Setting up Manchester's congestion charge will cost a staggering £318 million.

It will be spent on setting up computer systems, cameras and infrastructure.

And the operating costs will cost a further £31 million each year.

With the scheme expected to pull in £174 million annually, it will take two years just to pay off the set-up fee.

It has led to criticism, with some saying alternative methods of reducing congestion needs to be found.

A public consultation on plans to introduce a congestion charge in Manchester is getting under way.

Information events are being staged and brochures are being sent to 1.2m houses and firms.

Under the congestion charging scheme, almost £3bn will be spent on public transport with £1.2bn of the cash coming in the form of a loan.

Drivers would be charged for crossing the M60 and a second ring around the city centre at peak times and these charges would be used to pay back the loan.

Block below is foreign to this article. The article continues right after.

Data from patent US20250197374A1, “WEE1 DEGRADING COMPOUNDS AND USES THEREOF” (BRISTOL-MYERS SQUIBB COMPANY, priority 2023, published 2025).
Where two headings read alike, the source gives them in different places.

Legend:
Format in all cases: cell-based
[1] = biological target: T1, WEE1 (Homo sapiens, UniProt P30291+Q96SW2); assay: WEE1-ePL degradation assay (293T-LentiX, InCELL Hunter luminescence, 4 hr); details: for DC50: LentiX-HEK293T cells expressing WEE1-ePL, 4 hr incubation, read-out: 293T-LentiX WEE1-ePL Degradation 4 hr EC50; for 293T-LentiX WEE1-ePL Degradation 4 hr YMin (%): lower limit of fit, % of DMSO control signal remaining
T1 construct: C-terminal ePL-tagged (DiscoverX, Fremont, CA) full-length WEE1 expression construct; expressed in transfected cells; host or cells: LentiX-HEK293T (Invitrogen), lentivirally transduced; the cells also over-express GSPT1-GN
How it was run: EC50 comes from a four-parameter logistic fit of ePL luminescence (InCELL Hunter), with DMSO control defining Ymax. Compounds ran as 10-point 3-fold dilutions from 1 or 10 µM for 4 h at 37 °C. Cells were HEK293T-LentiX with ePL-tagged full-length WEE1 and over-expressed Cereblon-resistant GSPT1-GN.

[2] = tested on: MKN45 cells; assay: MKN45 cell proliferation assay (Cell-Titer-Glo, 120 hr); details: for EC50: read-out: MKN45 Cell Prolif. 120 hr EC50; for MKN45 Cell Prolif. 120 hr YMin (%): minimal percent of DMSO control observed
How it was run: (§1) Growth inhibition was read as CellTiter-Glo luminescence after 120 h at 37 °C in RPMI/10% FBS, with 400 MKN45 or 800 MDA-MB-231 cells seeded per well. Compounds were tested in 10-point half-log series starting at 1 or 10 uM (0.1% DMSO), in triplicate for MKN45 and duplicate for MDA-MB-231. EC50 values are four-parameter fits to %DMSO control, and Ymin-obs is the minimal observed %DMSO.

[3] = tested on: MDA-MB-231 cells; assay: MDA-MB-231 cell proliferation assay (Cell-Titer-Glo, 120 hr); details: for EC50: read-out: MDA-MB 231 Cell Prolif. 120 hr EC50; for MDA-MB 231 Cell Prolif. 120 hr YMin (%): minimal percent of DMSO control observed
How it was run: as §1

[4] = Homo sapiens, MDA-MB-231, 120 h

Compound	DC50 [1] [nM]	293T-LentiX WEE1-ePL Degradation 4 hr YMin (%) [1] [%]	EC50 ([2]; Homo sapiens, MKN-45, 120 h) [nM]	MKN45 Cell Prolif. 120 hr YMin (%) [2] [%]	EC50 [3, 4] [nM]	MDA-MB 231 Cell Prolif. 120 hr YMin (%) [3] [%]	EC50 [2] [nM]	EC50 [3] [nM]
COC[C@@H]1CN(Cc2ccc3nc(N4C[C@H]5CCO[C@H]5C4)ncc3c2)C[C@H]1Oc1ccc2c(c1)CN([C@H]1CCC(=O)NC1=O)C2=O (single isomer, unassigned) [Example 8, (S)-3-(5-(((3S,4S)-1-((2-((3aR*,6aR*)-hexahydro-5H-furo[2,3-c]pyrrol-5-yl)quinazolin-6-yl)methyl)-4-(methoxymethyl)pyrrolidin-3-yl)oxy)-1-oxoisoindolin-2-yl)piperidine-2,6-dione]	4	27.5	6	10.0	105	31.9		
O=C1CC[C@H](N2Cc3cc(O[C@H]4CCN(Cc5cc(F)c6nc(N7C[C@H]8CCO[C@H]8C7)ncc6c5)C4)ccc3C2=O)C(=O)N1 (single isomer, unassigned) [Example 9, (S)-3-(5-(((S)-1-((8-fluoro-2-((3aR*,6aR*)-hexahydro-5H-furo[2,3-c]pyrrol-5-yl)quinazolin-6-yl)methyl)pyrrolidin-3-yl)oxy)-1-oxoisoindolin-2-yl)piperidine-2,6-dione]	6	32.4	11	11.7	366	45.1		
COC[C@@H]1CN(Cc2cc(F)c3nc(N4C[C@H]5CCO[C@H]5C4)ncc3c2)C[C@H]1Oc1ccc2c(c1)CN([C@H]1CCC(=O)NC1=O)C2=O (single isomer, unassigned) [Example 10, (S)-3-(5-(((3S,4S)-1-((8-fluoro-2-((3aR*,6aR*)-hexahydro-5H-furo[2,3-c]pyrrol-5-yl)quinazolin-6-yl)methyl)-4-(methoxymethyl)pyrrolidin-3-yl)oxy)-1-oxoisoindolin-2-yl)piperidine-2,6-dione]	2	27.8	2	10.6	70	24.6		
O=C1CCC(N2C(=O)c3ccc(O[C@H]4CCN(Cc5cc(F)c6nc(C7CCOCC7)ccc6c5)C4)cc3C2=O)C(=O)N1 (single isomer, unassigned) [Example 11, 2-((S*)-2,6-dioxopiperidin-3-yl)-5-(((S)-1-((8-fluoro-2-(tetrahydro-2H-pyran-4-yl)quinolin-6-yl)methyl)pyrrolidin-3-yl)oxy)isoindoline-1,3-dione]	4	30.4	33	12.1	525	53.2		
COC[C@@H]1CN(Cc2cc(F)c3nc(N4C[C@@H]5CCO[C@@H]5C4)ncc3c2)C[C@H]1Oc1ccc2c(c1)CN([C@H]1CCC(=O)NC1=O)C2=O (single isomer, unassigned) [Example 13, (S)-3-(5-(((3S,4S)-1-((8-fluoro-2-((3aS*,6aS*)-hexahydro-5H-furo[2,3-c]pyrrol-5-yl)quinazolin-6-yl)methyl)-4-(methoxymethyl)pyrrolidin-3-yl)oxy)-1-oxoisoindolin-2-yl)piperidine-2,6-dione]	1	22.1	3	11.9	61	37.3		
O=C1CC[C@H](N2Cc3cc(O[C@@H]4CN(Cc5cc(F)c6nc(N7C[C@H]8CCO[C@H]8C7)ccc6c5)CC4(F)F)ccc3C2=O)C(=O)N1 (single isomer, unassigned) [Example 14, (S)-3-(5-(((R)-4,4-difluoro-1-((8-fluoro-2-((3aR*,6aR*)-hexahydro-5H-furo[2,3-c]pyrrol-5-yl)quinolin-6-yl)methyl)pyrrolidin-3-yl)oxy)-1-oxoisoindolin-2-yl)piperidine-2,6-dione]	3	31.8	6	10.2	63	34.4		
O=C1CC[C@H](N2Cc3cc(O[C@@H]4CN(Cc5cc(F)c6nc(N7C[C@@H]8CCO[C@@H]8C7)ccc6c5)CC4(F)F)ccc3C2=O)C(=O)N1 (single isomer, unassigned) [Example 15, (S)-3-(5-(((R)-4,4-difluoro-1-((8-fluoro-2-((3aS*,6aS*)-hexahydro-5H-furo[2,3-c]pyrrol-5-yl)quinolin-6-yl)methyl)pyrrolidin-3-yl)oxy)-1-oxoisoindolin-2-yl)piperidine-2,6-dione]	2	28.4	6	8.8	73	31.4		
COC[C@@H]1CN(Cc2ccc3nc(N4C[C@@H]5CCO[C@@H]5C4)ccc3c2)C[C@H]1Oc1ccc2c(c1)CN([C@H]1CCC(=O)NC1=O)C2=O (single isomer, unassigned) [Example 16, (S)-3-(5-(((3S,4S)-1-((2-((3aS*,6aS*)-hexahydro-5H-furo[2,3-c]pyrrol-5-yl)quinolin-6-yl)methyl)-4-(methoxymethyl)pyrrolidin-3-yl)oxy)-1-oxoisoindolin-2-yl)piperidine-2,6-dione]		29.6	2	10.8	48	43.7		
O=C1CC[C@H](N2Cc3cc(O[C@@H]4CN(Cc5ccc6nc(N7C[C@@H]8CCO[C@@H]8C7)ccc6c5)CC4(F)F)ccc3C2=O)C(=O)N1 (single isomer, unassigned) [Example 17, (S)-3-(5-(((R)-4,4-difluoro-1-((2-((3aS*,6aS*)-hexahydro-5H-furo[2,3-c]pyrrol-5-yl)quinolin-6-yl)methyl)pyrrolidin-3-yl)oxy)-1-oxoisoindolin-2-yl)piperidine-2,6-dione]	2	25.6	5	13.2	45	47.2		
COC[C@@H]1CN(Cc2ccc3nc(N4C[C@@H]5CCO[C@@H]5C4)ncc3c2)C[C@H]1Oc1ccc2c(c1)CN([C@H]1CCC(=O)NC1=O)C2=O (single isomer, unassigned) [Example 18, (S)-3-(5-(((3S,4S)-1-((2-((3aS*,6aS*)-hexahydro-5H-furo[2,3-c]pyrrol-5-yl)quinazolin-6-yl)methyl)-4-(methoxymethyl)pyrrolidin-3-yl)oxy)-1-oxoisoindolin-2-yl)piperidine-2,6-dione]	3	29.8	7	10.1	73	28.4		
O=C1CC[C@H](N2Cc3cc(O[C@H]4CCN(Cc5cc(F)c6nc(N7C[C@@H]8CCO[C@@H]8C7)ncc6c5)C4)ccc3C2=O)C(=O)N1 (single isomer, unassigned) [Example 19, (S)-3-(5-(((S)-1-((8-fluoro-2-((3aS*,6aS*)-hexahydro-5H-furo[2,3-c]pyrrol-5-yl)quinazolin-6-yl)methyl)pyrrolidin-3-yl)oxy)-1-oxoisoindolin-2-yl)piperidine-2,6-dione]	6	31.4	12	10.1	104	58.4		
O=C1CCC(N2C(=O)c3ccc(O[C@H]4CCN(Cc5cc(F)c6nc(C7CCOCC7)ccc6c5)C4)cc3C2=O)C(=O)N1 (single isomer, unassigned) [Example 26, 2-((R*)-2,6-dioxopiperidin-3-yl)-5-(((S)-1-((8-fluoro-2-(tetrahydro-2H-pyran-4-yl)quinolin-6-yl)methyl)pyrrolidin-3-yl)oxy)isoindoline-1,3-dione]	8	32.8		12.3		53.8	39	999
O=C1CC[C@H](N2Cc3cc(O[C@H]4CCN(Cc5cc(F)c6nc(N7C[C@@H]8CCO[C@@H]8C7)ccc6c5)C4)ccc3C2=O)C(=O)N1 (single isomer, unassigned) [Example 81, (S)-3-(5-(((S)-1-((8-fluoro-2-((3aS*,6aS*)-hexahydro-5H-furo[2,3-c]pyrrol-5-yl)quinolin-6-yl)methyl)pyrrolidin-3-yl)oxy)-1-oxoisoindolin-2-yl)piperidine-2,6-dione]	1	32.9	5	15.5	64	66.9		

Among the schemes due to be introduced are the Metrolink extension to Ashton-under-Lyne, Manchester Airport, Rochdale town centre and Oldham town centre.

Extra trains and buses and improved stations are also promised.

Lord Peter Smith, leader of the Association of Greater Manchester Authorities (AGMA), said: "We have looked at all the available options and the bottom line is that that Transport Innovation Fund is the only source of funding capable of delivering a world class transport system to Greater Manchester."

Bury, Stockport and Trafford are opposed to the charge, which would be capped at £10 a day.

Campaign group Manchester Against Road Tolls said: "Most consultations give the answers that the authorities want, as people are only given selected facts and not the full story."